The other CSIRO business units with whom Data61 is partnering, care because they need the diverse analytics capability to conduct their core business.
Data61 cares because we want to push forward the science and technology of networked full-stack data analytics.
Other scientific research organisations will care because we will be able to share much of what we do with them.
CSIRO as a whole will care because we simultaneously propose to capitalise on the technology developed in a manner that leads to economic surpluses.
The business world will care because many of the problems we will develop solutions for have their analog in business. By solving them in the domain of science first, we will be able to transfer those solutions with the consequent opportunity to create new business and realise substantial economic gains.

If you're successful, what difference will it make? What impact will success have? How will it be measured?

We will speed up and make easier the diverse scientific challenges within CSIRO. We will put Australia on the map as the leading place to do this complex scientific data analytics. Success will be measured by uptake across CSIRO, other research organisations, and ultimately economic performance measures on the developed technology stack.

What are the risks and the payoffs?

A key risk is that the project is too complex, and gets bogged down in planning rather than executing. Another risk is that the technology will run off in a direction orthogonal to the needs of end users. The adoption of the agile methodology and the presence of the steering committee will strongly mitigate this.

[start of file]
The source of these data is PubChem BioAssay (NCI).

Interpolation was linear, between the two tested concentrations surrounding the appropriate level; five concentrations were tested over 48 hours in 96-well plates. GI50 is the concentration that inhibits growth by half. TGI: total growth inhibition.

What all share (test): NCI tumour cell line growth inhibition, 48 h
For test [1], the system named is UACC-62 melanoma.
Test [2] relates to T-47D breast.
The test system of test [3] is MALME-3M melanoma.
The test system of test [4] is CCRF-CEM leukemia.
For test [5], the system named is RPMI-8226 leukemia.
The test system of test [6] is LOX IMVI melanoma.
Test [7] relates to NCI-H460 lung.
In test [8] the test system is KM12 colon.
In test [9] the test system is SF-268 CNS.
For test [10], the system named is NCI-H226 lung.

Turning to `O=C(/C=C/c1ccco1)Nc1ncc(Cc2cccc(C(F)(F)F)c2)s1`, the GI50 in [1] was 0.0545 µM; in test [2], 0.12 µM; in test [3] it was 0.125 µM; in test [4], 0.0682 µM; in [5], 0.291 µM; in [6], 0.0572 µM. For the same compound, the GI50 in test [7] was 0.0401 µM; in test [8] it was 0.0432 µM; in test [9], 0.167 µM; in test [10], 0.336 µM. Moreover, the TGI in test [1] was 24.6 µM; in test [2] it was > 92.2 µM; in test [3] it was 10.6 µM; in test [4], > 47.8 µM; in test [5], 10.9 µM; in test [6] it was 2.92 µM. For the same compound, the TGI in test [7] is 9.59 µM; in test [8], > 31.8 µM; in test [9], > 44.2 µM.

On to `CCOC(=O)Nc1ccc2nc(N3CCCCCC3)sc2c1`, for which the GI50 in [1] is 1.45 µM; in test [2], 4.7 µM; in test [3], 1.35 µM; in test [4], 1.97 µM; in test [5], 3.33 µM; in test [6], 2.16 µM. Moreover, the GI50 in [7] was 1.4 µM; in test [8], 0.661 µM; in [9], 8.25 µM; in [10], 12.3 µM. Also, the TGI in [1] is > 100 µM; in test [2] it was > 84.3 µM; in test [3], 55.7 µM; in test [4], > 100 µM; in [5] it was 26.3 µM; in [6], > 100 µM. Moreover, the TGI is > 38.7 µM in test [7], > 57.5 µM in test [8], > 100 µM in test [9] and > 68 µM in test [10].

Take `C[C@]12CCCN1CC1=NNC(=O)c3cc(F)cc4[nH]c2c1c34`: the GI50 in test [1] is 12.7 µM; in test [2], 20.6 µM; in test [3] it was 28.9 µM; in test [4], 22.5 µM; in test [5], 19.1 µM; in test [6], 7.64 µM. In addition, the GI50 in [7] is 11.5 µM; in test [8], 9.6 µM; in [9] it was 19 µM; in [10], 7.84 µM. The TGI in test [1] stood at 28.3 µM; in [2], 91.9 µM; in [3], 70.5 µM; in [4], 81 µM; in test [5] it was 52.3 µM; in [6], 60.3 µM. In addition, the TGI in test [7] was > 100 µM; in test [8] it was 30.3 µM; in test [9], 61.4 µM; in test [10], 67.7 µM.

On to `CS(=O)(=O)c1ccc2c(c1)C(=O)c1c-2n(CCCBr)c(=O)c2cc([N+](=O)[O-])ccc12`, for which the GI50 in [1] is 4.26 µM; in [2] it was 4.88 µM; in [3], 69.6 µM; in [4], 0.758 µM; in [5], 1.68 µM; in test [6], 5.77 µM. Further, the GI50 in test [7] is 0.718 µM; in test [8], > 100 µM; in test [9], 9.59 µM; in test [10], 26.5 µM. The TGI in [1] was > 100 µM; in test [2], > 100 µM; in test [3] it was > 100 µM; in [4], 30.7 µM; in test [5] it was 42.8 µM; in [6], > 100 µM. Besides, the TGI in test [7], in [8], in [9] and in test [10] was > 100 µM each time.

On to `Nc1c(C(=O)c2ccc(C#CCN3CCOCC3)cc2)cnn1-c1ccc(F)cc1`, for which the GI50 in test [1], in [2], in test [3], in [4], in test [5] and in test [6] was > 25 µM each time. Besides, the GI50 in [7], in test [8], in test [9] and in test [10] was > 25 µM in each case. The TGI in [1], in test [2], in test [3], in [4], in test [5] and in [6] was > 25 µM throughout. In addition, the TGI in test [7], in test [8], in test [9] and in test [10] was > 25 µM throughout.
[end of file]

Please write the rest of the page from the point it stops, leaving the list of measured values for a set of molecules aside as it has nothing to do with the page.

Another risk is that there will be alternatives developed elsewhere in the world. Our view is that this risk is modest given the ambition of other players in this space. The payoff could be an enormous increase in the efficiency of the scientific discovery and development within CSIRO, global positioning of Australia in
this space, and the opportunity for high value economic outcomes from capitalising the technology.
A final risk is that there will be competing demands on Data61’s time. The way the project is architected (to maximise re-use and multiple use, and the adoption of a stack of networkable technological components, rather than massive monolithic platforms) will mitigate this.

How much will it cost?

The initial investment is $15M per year rising to $20M per year by year 5. This level of investment is comparable to IBM Big Bet investments of $100M used to develop new capabilities.

How long will it take?

The whole vision will take at least 5 years, but the very point of the agile methodology is that we will be delivering usable and valuable technology early on, and continually refining it through continuous integration.

What are the midterm and final "exams" to check for success? How will progress be measured?

There will be many small exams through the agile process. But the key dimensions are 1) are the sets of tools useful for what scientists need to do; 2) does the work push the state of the art forward as measured by impact in the data analytics community; and 3) is the technology developed sufficiently attractive to be able to economically capitalise on it through licensing or business creation.